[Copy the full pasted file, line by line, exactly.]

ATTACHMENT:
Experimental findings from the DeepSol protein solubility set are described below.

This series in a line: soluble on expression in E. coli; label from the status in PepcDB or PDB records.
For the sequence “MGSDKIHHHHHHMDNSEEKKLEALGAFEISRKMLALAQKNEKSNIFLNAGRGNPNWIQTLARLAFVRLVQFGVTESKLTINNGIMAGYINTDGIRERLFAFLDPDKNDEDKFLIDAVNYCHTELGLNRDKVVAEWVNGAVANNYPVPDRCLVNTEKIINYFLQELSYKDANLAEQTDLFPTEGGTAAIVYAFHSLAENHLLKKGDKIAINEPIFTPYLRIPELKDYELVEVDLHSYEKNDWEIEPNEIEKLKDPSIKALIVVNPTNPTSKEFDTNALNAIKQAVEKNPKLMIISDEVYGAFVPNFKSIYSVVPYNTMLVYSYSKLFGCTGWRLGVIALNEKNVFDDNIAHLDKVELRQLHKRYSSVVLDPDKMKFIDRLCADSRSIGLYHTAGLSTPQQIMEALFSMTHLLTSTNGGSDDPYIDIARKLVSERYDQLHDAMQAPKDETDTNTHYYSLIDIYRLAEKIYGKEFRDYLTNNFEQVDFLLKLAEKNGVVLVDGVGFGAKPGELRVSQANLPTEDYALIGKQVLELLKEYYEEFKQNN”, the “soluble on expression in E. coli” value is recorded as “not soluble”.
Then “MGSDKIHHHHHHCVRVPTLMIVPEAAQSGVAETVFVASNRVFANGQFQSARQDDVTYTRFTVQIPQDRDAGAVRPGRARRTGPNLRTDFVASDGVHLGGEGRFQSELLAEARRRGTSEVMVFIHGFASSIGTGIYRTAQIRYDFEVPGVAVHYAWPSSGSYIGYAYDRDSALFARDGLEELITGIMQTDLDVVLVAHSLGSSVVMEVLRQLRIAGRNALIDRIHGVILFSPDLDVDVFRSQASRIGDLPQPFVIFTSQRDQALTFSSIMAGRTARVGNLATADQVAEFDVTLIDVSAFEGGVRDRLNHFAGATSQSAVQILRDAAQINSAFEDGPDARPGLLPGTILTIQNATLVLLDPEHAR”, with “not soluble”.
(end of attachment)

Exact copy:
Experimental findings from the DeepSol protein solubility set are described below.

This series in a line: soluble on expression in E. coli; label from the status in PepcDB or PDB records.
For the sequence “MGSDKIHHHHHHMDNSEEKKLEALGAFEISRKMLALAQKNEKSNIFLNAGRGNPNWIQTLARLAFVRLVQFGVTESKLTINNGIMAGYINTDGIRERLFAFLDPDKNDEDKFLIDAVNYCHTELGLNRDKVVAEWVNGAVANNYPVPDRCLVNTEKIINYFLQELSYKDANLAEQTDLFPTEGGTAAIVYAFHSLAENHLLKKGDKIAINEPIFTPYLRIPELKDYELVEVDLHSYEKNDWEIEPNEIEKLKDPSIKALIVVNPTNPTSKEFDTNALNAIKQAVEKNPKLMIISDEVYGAFVPNFKSIYSVVPYNTMLVYSYSKLFGCTGWRLGVIALNEKNVFDDNIAHLDKVELRQLHKRYSSVVLDPDKMKFIDRLCADSRSIGLYHTAGLSTPQQIMEALFSMTHLLTSTNGGSDDPYIDIARKLVSERYDQLHDAMQAPKDETDTNTHYYSLIDIYRLAEKIYGKEFRDYLTNNFEQVDFLLKLAEKNGVVLVDGVGFGAKPGELRVSQANLPTEDYALIGKQVLELLKEYYEEFKQNN”, the “soluble on expression in E. coli” value is recorded as “not soluble”.
Then “MGSDKIHHHHHHCVRVPTLMIVPEAAQSGVAETVFVASNRVFANGQFQSARQDDVTYTRFTVQIPQDRDAGAVRPGRARRTGPNLRTDFVASDGVHLGGEGRFQSELLAEARRRGTSEVMVFIHGFASSIGTGIYRTAQIRYDFEVPGVAVHYAWPSSGSYIGYAYDRDSALFARDGLEELITGIMQTDLDVVLVAHSLGSSVVMEVLRQLRIAGRNALIDRIHGVILFSPDLDVDVFRSQASRIGDLPQPFVIFTSQRDQALTFSSIMAGRTARVGNLATADQVAEFDVTLIDVSAFEGGVRDRLNHFAGATSQSAVQILRDAAQINSAFEDGPDARPGLLPGTILTIQNATLVLLDPEHAR”, with “not soluble”.